Ab­stract

CO2 and N2O emis­si­ons from gleyic soils in the Rus­si­an tun­dra and a Ger­man fo­rest du­ring free­ze-thaw pe­ri­ods - a mi­cro­cosm stu­dy

LUDWIG, B., TEEPE, R., LOPES DE GERENYU, V. and H. FLESSA

Soil Biol. Biochem., 38:3516-3519

Sum­ma­ry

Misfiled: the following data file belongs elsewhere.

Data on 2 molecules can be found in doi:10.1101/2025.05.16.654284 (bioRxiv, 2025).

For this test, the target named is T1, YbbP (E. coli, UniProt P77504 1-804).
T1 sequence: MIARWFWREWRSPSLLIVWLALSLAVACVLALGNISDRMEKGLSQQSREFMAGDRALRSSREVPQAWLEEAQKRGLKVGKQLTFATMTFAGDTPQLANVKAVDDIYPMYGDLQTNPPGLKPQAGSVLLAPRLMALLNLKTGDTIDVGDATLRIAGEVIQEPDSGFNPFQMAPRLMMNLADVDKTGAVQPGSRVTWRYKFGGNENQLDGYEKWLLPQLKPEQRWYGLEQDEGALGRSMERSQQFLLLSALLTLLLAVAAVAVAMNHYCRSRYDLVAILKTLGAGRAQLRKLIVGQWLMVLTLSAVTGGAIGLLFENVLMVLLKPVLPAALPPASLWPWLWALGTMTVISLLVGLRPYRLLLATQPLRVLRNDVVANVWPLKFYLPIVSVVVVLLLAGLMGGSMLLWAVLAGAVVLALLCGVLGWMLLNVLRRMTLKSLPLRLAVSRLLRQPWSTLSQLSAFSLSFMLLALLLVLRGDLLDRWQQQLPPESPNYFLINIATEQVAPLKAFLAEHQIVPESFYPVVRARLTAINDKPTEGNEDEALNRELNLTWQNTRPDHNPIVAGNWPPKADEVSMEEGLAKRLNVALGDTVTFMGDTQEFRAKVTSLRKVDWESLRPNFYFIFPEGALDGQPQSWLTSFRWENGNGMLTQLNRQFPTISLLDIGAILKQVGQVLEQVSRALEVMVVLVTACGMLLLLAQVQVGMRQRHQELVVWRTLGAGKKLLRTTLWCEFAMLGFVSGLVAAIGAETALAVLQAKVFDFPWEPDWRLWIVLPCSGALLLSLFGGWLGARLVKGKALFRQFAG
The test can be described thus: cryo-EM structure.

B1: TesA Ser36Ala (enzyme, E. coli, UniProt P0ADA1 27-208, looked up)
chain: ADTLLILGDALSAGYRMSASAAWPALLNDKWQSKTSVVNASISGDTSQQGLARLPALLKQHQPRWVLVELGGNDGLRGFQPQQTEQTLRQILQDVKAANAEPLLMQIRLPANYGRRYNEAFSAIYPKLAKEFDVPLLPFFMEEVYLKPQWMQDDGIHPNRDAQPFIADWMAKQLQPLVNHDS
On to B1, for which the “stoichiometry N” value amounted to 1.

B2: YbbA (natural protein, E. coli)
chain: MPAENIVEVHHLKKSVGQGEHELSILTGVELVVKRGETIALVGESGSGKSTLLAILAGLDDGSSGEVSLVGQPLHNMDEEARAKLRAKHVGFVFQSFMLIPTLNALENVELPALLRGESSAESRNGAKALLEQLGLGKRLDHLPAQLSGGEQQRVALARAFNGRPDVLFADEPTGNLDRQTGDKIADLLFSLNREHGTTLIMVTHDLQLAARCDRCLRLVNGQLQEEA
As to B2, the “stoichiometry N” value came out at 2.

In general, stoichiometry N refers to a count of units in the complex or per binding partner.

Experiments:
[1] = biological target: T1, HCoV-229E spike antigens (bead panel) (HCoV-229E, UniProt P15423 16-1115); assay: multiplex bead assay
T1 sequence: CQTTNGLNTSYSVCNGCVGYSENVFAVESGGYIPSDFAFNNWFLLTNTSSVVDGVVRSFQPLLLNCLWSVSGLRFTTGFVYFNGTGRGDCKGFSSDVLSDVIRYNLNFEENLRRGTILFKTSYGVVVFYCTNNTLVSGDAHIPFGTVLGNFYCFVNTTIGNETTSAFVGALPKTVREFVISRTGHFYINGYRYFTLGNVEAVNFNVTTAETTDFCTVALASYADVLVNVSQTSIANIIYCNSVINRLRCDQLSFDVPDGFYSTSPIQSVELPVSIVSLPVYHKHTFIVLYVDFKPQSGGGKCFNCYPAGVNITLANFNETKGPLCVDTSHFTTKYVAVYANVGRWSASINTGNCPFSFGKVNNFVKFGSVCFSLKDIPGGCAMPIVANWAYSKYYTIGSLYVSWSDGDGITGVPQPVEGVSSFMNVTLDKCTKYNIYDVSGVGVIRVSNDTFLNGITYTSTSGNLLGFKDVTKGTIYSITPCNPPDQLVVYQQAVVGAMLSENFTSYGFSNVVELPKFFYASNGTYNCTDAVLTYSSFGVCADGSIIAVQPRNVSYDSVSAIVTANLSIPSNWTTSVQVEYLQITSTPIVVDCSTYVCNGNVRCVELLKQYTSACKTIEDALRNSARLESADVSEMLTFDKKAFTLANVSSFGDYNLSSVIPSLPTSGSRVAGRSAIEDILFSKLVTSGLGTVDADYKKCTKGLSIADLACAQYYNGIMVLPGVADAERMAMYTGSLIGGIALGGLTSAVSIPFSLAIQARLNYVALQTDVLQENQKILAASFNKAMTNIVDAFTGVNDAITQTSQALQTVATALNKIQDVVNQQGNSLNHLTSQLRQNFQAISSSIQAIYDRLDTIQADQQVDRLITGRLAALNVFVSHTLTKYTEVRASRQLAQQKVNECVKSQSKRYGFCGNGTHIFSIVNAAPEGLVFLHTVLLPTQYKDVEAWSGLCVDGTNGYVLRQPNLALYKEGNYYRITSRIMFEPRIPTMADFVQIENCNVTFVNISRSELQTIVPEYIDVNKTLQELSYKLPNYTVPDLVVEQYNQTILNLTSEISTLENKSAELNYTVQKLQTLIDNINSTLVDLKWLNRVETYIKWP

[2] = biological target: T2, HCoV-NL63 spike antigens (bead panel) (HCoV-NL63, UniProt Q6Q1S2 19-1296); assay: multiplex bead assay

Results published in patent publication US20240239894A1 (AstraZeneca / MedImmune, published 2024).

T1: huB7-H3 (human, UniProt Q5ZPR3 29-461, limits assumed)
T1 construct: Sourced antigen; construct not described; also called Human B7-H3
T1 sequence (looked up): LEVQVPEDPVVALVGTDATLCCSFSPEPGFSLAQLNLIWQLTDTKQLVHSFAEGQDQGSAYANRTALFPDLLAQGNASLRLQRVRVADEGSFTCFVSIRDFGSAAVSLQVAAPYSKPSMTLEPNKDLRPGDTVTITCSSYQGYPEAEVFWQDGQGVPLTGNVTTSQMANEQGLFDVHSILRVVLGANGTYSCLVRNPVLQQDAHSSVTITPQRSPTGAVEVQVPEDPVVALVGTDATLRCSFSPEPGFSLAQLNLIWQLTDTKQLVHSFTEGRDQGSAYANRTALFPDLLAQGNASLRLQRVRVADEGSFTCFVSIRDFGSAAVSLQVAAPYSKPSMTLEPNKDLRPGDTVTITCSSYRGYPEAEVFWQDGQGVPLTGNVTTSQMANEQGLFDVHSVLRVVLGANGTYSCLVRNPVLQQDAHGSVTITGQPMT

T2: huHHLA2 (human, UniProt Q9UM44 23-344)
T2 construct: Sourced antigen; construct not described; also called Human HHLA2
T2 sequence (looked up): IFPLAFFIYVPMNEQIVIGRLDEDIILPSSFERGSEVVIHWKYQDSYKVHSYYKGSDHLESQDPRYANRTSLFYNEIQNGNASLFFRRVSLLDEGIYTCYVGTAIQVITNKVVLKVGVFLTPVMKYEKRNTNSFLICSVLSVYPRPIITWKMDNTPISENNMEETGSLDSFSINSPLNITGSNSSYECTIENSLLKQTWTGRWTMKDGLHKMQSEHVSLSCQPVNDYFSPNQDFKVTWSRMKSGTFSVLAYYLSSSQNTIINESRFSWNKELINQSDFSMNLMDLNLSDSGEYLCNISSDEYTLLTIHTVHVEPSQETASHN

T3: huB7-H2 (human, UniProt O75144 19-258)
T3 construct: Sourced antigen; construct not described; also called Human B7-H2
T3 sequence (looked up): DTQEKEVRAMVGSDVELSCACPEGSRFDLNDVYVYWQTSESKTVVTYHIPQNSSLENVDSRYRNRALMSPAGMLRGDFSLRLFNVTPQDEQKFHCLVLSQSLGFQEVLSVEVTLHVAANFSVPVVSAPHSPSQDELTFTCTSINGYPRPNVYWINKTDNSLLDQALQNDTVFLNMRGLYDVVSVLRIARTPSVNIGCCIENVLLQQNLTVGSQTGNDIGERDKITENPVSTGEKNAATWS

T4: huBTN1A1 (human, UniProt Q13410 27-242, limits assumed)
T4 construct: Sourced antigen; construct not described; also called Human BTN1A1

Knowledge is scarce on mineralization of soil organic carbon (SOC) in and N2O emissions from tundra soils in periods of alternate freezing and thawing. Our objectives were to study the CO2 and N2O emissions from two silty gleyic soils formed in different climate zones (a gleyic Cryosol located in the Russian tundra, and a stagnic Gleysol located in an oak stand in central Germany) during freeze-thaw events. Soils were adjusted to a matric potential of -0.2 kPa and emissions were measured in three-hour intervals during an incubation period of 50 days including three freeze-thaw cycles. CO2 emissions from the German oak forest soil were twofold higher than those of the tundra soil. The ratios of the mean CO2 production rate before the freezing to the mean CO2 production rate after thawing ranged from 0.63 to 0.73 for the forest soil and from 0.85 to 0.89 for the tundra soil. The specific CO2-C production rate (CO2-C/SOC) was 0.16 for the tundra soil and 0.57 for the forest soil. The results indicate that bioavailability of SOC was markedly smaller in the tundra soil than in the forest soil. Large N2O emissions were found for the German forest soil, but no N2O emissions were observed for the tundra soil. The main reason for the absence of N2O emissions was most likely the negligible availability of nitrate for denitrification. There was some indication that the initial increase in mineralization of SOC induced by freezing and thawing differs between soils from various climatic regions, probably mainly due to a differing bioavailability of the SOC and differing releases of nutrients after thawing.